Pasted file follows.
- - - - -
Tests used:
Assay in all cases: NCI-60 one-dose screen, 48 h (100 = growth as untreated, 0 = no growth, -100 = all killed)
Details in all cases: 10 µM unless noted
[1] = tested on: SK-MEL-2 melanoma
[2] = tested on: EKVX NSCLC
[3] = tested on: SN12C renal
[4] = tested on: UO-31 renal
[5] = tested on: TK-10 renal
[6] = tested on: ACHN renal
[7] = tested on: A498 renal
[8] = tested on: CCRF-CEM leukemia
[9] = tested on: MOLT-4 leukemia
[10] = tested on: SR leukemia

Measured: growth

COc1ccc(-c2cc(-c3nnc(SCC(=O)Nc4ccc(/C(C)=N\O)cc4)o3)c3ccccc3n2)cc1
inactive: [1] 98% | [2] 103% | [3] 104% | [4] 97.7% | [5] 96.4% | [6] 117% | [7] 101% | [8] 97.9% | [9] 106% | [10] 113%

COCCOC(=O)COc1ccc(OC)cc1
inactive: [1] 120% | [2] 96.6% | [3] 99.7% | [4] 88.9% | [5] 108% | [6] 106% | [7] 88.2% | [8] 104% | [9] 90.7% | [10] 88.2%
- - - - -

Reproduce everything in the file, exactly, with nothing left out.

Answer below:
Tests used:
Assay in all cases: NCI-60 one-dose screen, 48 h (100 = growth as untreated, 0 = no growth, -100 = all killed)
Details in all cases: 10 µM unless noted
[1] = tested on: SK-MEL-2 melanoma
[2] = tested on: EKVX NSCLC
[3] = tested on: SN12C renal
[4] = tested on: UO-31 renal
[5] = tested on: TK-10 renal
[6] = tested on: ACHN renal
[7] = tested on: A498 renal
[8] = tested on: CCRF-CEM leukemia
[9] = tested on: MOLT-4 leukemia
[10] = tested on: SR leukemia

Measured: growth

COc1ccc(-c2cc(-c3nnc(SCC(=O)Nc4ccc(/C(C)=N\O)cc4)o3)c3ccccc3n2)cc1
inactive: [1] 98% | [2] 103% | [3] 104% | [4] 97.7% | [5] 96.4% | [6] 117% | [7] 101% | [8] 97.9% | [9] 106% | [10] 113%

COCCOC(=O)COc1ccc(OC)cc1
inactive: [1] 120% | [2] 96.6% | [3] 99.7% | [4] 88.9% | [5] 108% | [6] 106% | [7] 88.2% | [8] 104% | [9] 90.7% | [10] 88.2%